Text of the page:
Steve Hansen and his All Blacks arrived in Dublin on Sunday night expecting to face Conor Murray in a contest with Ireland he believes will be a battle to be the best in the world.
A day after Ireland boss Joe Schmidt said it was “highly unlikely” Murray would play his first game since June this Saturday against New Zealand, the world champions’ head coach said he was convinced the scrum-half will be lining up against his team in a sell-out contest between the numbers one and two-ranked Test teams in rugby.
The 29-year-old Munster number nine has twice enjoyed victory over the All Blacks, when Ireland won for the first time in Chicago in 2016 and seven months later for the British and Irish Lions in the second Test in Wellington.
Yet has not played since helped the national team to a series win over the Wallabies on June 23 and though he joined the part of the Ireland training squad based at Carton House two weeks ago, Schmidt said on Saturday that any decision for Murray to play would be the layers alone.
“It’s not the injury,” Schmidt said following the 28-17 victory over Argentina. “It’s really how ready Conor is and how fully fit he is. It is tough to throw him into a game of this magnitude, so it’s highly unlikely that he will be involved.”
Hansen believes Murray will be itching to play and having arrived in Dublin following the All Black’s 16-15 win over England at Twickenham on Saturday, the World Cup-winning coach said of Ireland: “They’re a good team. Tactically they’re smart, they’re good in the air, I’m assuming Conor Murray will play, they have a good spine. He and Sexton are two of the best players in the world, so they'll drive them around the park good.”
Asked if it was a risk to select a player who had not played a minute of rugby since June, Hansen referenced Brodie Retallick, the All Blacks lock laid off with injury from August to October but who played against England at the weekend.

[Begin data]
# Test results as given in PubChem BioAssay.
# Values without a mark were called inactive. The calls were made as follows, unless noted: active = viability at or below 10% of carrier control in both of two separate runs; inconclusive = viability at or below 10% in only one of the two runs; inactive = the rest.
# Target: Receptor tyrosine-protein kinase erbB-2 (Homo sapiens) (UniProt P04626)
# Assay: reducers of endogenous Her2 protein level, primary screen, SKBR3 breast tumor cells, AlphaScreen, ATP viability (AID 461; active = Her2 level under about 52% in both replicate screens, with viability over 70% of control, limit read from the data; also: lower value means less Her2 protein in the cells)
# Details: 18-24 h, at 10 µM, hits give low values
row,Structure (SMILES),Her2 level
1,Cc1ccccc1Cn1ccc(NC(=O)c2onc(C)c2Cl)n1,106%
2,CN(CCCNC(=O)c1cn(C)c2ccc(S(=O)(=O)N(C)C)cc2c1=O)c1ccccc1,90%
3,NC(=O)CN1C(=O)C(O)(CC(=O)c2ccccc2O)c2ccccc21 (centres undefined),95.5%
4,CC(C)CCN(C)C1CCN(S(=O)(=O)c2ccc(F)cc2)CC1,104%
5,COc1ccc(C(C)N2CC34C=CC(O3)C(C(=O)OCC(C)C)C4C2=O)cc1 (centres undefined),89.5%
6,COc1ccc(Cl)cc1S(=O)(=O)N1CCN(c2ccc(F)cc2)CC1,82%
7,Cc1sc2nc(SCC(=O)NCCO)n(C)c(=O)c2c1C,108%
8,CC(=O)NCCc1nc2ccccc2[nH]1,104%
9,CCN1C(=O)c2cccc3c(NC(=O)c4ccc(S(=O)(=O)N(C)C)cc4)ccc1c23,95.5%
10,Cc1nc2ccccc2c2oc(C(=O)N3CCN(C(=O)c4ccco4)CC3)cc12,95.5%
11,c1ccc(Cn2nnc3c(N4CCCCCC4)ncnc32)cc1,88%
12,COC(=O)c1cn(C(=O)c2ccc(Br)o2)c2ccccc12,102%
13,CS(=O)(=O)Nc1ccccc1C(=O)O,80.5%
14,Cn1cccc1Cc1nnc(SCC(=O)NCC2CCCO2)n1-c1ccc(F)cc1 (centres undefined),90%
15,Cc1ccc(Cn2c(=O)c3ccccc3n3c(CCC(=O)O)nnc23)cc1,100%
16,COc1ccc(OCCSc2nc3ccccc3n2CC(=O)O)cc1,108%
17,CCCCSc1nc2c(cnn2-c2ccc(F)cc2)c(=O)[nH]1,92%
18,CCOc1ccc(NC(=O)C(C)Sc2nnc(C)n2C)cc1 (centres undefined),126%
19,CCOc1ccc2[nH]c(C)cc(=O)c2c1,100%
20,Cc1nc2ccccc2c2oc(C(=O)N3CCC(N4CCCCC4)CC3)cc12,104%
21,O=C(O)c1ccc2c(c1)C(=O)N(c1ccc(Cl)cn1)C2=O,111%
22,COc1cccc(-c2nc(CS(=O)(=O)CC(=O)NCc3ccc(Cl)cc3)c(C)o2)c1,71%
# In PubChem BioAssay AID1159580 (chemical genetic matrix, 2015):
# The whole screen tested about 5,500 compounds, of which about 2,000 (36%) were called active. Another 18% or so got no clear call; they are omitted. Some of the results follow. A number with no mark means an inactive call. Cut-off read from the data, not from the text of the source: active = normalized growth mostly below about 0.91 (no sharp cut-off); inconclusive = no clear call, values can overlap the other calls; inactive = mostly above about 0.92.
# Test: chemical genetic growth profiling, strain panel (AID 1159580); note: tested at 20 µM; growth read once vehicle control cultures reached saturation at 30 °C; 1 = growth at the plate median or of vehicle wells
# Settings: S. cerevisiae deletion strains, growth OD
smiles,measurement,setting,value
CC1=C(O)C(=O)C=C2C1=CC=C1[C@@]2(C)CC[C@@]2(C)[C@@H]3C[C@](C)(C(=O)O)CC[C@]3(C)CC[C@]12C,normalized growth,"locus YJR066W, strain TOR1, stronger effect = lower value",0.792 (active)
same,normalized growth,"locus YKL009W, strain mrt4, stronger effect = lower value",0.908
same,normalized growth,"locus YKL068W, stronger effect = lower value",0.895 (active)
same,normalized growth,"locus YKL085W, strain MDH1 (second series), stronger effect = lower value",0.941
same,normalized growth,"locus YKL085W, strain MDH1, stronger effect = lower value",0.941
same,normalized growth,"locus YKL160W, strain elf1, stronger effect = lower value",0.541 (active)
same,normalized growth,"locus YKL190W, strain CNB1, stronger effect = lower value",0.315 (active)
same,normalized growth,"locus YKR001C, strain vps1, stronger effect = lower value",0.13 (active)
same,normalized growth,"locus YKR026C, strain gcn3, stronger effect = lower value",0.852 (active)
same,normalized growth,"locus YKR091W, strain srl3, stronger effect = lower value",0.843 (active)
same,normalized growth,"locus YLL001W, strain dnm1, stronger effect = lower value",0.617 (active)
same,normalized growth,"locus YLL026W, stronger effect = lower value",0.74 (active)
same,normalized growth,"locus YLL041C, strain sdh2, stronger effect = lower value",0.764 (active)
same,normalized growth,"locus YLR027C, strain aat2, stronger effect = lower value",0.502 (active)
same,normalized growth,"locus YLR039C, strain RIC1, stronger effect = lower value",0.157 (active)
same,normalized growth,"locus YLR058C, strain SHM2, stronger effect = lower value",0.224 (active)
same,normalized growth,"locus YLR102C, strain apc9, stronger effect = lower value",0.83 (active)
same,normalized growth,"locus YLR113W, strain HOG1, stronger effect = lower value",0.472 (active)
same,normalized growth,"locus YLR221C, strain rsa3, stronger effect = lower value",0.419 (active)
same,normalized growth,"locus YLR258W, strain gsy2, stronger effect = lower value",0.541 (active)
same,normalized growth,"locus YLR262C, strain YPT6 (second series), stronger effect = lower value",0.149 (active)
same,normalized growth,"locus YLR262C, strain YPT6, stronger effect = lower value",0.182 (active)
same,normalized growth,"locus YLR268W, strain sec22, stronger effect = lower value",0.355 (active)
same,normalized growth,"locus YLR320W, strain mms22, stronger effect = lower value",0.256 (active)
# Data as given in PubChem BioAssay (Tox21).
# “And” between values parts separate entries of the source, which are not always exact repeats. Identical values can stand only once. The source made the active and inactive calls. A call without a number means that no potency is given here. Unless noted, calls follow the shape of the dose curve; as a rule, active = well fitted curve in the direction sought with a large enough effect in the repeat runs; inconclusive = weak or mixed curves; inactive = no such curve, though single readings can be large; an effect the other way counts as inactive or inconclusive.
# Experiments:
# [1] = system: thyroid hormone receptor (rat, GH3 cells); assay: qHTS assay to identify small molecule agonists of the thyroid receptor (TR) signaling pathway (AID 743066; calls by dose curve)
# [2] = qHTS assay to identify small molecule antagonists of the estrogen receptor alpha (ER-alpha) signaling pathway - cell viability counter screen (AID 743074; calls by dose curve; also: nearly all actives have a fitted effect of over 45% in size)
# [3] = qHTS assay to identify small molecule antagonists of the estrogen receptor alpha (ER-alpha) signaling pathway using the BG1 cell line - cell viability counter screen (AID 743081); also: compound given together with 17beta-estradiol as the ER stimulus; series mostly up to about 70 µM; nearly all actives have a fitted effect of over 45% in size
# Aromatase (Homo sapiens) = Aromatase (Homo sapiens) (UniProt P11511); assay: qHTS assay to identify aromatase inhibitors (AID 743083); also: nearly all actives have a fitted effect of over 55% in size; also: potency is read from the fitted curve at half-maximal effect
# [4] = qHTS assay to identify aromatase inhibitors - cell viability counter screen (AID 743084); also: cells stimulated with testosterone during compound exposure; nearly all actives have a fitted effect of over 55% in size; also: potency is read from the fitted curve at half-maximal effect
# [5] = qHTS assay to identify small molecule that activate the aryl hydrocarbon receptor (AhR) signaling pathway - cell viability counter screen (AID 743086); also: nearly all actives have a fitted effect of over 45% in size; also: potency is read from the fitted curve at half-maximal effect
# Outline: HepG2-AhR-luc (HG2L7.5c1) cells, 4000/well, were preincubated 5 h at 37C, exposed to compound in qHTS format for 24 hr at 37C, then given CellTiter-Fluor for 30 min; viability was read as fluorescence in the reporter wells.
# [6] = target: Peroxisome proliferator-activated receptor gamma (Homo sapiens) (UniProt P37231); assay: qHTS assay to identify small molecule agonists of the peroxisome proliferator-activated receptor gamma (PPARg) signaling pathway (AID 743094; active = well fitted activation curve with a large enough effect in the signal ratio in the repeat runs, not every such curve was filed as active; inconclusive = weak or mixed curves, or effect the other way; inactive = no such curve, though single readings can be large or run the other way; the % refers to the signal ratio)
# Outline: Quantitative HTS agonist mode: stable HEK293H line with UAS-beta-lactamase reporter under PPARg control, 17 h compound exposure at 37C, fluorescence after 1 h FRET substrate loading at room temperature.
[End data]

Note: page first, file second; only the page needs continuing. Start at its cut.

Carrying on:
"Brodie Retallick hadn't played too much either, so.... big players will get up and if they think they're right to play then let them play. They're competitors, Conor Murray's a real competitor. If he says he's right to play, let him play."
Mind games or not, and there is a sense the All Blacks coach is almost goading Murray to play, Hansen believes this is his side’s most significant game of the season, a clash between the top two-ranked teams in rugby.
"Well, it's one and two so whoever wins will be the best team in the world, regardless of rankings that's what people will take out of it. It will be a goodie.
“We don't have to talk about it because there's enough experience in the group to know that this is the type of game where they don't get any bigger.
“We talked about last week being a big game, and 80,000 people in the stadium and England only being beaten once in the last 16 or 17 games at home, and Ireland haven't been beaten too often at home either and they're the number two side in the world.
“So you don't get to play one and two that often, we're in two different hemispheres, so when they do come about they become pretty big games.”
Asked what he liked about Ireland, Hansen replied: “Well, they win. There is a lot to like about that. They’ve built a game that suits them, they’ve got a lot of depth. They’ve lost O’Brien yesterday and the fella comes on and plays just as good. So they’ll be a strong side.
“I think the last few times we've played Ireland they've been good Test matches, was it in '13 we won after the bell, in Chicago they won and we had to work really hard the next time.
“So I think there's a fierce rivalry there and both packs will want to dominate and it's about getting all that stuff right and seeing who comes out on top.”